Sea Kayaking with a Camera

14th October 2014
When I was younger I worked at a watersports centre near Kinsale. We were trained in sailing, windsurfing and (my favourite) kayaking. After a few summers as an underpaid teenager with too little training and far too much responsibility I finished up my watersports career. But not before buying a sea kayak. I loved the exploratory nature of sea paddling; the places you could get to, the views that you can't see from land, the atmosphere in all the secret coves and caves you could suddenly access, the frightening openness of being on the open ocean with your arse below sea level... I did a bit of paddling the summer I got my boat but after a few months, with nobody else to head out with and an unwillingness to do much more by myself, I left the kayak under a hedge in West Cork. It stayed there for a good few years, and at times when money was running out I almost sold it. I'm glad I didn't now because this past summer saw a very rewarding revival in my kayaking!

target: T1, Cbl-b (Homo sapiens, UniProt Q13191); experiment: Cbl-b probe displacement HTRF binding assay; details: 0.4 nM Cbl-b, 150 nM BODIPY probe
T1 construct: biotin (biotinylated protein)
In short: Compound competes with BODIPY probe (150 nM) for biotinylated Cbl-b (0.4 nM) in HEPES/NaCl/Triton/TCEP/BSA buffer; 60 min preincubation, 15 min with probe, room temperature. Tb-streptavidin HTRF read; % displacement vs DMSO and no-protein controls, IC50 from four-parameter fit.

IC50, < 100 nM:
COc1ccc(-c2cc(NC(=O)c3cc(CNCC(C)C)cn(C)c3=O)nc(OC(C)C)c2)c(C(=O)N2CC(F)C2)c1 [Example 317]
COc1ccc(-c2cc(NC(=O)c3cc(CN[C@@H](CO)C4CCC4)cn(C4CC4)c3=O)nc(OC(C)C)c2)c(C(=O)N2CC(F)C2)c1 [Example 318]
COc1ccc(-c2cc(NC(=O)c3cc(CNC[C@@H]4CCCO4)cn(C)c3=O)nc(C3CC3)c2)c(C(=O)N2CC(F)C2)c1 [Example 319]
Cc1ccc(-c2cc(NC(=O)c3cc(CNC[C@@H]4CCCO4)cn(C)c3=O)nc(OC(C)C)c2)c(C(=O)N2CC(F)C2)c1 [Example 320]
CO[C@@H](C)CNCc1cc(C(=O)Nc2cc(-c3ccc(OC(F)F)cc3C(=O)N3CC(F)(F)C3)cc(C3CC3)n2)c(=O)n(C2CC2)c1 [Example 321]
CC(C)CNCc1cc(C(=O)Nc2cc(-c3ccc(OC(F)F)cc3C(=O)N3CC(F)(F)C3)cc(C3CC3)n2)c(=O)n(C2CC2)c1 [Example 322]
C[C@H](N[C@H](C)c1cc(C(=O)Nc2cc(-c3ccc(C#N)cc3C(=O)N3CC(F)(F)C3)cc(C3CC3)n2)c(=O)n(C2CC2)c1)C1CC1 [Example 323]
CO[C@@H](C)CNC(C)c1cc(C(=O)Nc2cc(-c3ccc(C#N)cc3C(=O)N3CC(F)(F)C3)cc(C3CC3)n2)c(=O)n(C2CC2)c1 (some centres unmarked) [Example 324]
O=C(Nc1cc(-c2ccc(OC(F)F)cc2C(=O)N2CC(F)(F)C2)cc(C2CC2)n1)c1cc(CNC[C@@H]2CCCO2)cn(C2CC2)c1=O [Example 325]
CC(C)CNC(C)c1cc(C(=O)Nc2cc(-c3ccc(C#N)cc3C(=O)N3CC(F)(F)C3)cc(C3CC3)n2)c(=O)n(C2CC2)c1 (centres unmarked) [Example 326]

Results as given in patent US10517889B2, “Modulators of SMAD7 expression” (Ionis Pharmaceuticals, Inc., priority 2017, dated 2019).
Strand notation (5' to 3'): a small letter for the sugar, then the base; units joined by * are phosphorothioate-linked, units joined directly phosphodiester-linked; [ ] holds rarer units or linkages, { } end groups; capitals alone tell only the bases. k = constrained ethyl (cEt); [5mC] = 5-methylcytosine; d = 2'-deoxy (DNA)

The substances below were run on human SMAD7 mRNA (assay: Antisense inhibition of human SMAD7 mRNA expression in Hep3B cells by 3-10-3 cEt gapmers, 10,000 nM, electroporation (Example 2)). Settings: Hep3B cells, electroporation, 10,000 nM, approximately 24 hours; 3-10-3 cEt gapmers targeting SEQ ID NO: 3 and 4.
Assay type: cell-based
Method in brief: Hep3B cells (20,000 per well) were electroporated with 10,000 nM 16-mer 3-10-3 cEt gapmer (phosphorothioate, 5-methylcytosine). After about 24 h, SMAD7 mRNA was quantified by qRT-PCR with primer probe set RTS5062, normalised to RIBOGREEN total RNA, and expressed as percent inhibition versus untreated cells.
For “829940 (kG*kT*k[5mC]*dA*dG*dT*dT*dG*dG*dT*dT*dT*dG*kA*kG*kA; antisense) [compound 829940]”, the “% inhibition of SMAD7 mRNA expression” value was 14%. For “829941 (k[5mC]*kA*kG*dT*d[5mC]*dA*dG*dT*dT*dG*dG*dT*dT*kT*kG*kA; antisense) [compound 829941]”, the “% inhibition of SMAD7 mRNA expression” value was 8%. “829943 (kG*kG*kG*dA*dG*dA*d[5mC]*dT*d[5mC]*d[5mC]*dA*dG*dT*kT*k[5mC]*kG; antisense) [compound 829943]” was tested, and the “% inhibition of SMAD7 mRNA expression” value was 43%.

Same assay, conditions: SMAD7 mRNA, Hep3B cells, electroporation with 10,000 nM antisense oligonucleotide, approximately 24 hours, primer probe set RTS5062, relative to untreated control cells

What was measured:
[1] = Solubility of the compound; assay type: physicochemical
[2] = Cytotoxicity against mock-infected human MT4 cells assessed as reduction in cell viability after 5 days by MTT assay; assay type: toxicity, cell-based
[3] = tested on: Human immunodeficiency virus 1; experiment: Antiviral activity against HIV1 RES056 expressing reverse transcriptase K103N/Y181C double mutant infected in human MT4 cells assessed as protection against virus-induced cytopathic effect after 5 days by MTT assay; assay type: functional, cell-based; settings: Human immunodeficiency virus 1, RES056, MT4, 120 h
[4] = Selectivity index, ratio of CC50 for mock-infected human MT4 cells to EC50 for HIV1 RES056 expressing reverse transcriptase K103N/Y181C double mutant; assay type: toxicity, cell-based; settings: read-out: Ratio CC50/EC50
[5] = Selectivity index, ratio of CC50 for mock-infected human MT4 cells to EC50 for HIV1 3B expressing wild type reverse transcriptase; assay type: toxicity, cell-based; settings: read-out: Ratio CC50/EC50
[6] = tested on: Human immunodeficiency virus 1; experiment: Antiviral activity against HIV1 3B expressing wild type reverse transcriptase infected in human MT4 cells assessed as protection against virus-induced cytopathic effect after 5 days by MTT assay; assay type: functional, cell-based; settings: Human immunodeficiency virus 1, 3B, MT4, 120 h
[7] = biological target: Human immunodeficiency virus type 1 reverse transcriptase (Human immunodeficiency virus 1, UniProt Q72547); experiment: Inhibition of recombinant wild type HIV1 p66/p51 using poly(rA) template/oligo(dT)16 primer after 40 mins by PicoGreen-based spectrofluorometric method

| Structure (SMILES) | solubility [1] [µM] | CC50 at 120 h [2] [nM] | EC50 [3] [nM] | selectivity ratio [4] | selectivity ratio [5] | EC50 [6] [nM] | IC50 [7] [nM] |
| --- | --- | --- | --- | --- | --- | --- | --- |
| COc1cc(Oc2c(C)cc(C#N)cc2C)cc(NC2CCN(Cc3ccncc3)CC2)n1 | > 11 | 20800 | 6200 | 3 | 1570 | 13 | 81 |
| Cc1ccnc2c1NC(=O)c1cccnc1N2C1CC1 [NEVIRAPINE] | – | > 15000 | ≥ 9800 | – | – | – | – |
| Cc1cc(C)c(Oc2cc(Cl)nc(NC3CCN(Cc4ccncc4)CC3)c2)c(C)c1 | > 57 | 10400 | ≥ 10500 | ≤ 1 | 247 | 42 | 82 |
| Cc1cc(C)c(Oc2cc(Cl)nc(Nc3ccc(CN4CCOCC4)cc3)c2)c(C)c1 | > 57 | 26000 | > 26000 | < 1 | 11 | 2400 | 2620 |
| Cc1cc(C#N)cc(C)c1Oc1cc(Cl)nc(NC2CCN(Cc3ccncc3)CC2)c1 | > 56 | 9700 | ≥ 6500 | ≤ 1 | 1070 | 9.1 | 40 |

From a photography point of view sea kayaking is a key to many unopened doors. The places you can get to in a small boat can be incredible, and being an island, Ireland has a huge wealth of these all-but-secret landscapes. And even without a camera the sense of adventure, relaxation and sometimes adrenaline you can get from paddling around our coasts is second to none. Here's a little bit about some trips I did this summer.



Morning stretch on another beautiful day! You can just about see the boats in the back.

Multi-day trips are the most enjoyable for me. There's a great feeling of adventure when you're away overnight, with everything you need packed away with you. In June myself and Eoin did a two day trip from Courtmacsherry to Dunworly, not a massive distance but a trip I've always wanted to do, along an area that's very special to me.